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I want to extract numbers from a string in PHP like following :

if the string = 'make1to6' i would like to extract the numeric character before and after the 'to' substring in the entire string. i.e. 1 and 6 are to be extracted

i will be using these returned values for some calculations.' i would like to extract the numeric character before and after the 'to' substring in the entire string. i.e. 1 and 6 are to be extracted

The length of the string is not fixed and can be a max of 10 characters in length.The number can be of max two digits on either side of 'to' in the string.

Some example string values :


thinking of something like :

function beforeTo(string) {

    return numeric_value_before_'to'_in_the_string;


function afterTo(string) {

    return numeric_value_after_'to'_in_the_string;


i will be using these returned values for some calculations.

share|improve this question
Have you tried looping through each character and checking if it is_int()? (php.net/is_int) – Bailey Parker Dec 3 '11 at 19:54
up vote 0 down vote accepted

You can use a regular expression as such, it should match exactly your specification:

$string = 'make6to12';
preg_match('{^.*?(?P<before>\d{1,2})to(?P<after>\d{1,2})}m', $string, $match);
echo $match['before'].', '.$match['after']; // 6, 12
share|improve this answer
thanks for making the point... I didnt checked that validation..... thanks again – Sandy505 Dec 4 '11 at 9:10

You could use preg_match_all to achive this:

function getNumbersFromString($str) {
    $matches = array();
    return $matches;
$matches = getNumbersFromString("hej 12jippi77");
share|improve this answer
Opps, I didn't noticed that the to part was required=) – Cyclone Dec 3 '11 at 20:00

You can use this:

// $str holds the string in question
if (preg_match('/(\d+)to(\d+)/', $str, $matches)) {
    $number1 = $matches[1];
    $number2 = $matches[2];
share|improve this answer
This works, but does not validate that there is only 1 or 2 digits before/after "to", see my answer below for a more strict approach. – Seldaek Dec 3 '11 at 20:22
@rabusmar - this works great... except it doesnt validate that the digits length should be either 1 or 2.... anyway thanks – Sandy505 Dec 4 '11 at 9:12

You can use regular expressions.

$string = 'make1to6';
if (preg_match('/(\d{1,10})to(\d{1,10})/', $string, $matches)) {
    $number1 = (int) $matches[1];
    $number2 = (int) $matches[2];
} else {
    // Not found...
share|improve this answer

$data = <<<EOF



preg_match_all('@(\d+)to(\d+)@s', $data, $matches);
header('Content-Type: text/plain');

foreach($matches as $match)
    echo sprintf("%d, %d\n", $match[1], $match[2]);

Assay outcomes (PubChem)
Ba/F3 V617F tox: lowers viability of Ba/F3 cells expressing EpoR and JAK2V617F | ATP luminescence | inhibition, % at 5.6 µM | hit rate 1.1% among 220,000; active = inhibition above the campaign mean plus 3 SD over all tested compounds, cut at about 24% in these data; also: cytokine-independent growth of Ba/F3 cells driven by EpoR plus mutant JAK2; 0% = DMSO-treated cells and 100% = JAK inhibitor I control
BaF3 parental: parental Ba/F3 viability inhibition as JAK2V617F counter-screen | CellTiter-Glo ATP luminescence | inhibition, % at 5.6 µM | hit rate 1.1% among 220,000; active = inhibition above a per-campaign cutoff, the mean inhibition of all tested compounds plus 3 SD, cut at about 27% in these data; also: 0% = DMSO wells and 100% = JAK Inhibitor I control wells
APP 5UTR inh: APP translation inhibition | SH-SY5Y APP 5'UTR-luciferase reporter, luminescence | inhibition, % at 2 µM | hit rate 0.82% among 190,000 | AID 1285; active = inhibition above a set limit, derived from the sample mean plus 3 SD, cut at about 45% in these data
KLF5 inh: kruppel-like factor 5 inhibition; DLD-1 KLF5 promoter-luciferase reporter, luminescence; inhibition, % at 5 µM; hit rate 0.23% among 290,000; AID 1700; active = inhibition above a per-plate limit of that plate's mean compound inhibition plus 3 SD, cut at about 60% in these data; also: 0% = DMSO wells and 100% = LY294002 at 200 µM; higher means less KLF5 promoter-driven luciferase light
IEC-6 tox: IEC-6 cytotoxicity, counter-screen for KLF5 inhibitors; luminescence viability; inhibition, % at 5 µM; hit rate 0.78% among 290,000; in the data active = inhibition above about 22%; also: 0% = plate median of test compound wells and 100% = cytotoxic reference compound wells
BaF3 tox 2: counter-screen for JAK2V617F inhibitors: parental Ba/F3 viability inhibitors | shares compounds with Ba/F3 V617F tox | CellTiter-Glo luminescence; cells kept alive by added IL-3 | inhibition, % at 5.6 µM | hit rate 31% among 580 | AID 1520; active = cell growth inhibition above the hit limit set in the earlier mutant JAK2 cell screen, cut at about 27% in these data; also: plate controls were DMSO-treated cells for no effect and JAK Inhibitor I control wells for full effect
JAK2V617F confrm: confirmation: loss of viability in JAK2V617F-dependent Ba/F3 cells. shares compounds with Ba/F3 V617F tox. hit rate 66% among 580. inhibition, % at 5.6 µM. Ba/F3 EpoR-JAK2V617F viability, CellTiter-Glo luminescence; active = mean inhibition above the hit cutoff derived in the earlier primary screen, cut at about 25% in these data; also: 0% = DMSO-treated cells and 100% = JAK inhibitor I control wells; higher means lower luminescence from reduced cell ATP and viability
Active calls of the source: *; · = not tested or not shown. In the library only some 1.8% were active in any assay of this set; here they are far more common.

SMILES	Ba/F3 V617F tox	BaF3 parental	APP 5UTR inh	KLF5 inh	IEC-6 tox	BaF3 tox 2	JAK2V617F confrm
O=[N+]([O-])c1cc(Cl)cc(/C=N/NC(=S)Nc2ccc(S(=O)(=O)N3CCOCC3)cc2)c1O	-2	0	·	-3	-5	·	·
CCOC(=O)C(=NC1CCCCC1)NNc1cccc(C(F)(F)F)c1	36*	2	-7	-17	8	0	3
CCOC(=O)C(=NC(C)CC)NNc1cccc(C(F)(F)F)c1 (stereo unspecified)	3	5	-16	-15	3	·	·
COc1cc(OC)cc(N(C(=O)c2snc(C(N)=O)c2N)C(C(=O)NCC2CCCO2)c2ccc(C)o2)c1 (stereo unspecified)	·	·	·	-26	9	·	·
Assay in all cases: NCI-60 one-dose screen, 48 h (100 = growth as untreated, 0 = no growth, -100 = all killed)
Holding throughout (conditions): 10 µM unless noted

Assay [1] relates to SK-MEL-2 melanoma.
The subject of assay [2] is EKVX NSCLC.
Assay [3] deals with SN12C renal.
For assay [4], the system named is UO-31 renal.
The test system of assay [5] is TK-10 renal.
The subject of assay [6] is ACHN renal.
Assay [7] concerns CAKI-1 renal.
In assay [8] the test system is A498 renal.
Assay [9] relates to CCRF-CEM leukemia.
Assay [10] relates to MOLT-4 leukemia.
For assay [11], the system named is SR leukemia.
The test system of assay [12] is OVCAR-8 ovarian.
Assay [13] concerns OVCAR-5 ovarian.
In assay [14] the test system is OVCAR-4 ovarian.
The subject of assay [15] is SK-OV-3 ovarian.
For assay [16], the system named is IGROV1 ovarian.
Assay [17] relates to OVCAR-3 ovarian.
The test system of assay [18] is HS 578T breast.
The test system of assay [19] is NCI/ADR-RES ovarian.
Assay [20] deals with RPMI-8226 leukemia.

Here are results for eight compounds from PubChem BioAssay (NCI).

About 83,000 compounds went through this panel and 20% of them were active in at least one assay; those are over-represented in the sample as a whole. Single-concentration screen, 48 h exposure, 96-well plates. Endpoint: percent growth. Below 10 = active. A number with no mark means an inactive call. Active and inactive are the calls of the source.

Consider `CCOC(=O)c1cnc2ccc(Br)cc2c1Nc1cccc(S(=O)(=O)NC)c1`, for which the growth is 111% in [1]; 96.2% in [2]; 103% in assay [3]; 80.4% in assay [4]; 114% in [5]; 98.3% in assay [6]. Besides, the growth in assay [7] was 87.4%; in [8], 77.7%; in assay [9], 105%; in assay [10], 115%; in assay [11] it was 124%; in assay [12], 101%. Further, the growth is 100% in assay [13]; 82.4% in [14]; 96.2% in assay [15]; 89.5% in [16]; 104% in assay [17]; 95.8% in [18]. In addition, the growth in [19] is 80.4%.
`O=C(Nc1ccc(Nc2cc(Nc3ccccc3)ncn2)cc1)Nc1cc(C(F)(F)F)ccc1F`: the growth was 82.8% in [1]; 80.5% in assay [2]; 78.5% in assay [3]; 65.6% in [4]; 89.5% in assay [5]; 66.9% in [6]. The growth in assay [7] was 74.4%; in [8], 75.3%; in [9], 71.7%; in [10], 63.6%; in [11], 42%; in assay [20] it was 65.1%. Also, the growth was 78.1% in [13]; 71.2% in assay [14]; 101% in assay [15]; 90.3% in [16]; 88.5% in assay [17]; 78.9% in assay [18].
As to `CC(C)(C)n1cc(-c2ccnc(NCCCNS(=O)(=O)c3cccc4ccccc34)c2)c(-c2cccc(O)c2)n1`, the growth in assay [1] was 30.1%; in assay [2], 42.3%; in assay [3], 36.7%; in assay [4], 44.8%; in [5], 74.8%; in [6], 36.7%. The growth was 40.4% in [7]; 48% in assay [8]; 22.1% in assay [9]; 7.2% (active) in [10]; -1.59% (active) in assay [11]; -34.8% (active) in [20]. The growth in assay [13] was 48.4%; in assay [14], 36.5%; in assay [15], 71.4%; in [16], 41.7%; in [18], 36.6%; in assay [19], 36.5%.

share|improve this answer

This is what Regular Expressions are for - you can match multiple instances of very specific patterns and have them returned to you in an array. It's pretty awesome, truth be told :)

Take a look here for how to use the built in regular expression methods in php : LINK

And here is a fantastic tool for testing regular expressions: LINK

share|improve this answer
list($before, $after) = explode('to', 'sure1to3');

$before_to = extract_ints($before);
$after_to  = extract_ints($after);

function extract_ints($string) {
    $ints = array();
    $len = strlen($string);

    for($i=0; $i < $len; $i++) {
        $char = $string{$i};
        if(is_numeric($char)) {
            $ints[] = intval($char);

    return $ints;

A regex seems really unnecessary here since all you are doing is checking is_numeric() against a bunch of characters.

share|improve this answer

Use preg_match with a regex that will extract the numbers for you. Something like this should do the trick for you:

$matches = null;
$returnValue = preg_match('/([\d+])to([\d+])/uis', 'ic3to9ltd', $matches);

After this $matches will look like:

array (
  0 => '3to9',
  1 => '3',
  2 => '9',

You should read somewhat on regular expressions, it's not hard to do stuff like this if you know how they work. Will make your life easier. ;-)

share|improve this answer
tested with a string with two digits.... not working with two digits like "m6to12" but works for "m1to6" – Sandy505 Dec 3 '11 at 20:02
The reason it fails with more than one digit is that it uses [\\d+] which really means one character of 0-9 or +, so it would also match a + which is really wrong. Simply writing \d+ would match 1 or more characters of 0-9, which would be better. – Seldaek Dec 4 '11 at 12:10
@Seldaek Thanks for the feedback, I updated my answer! – Mac_Cain13 Dec 5 '11 at 15:06

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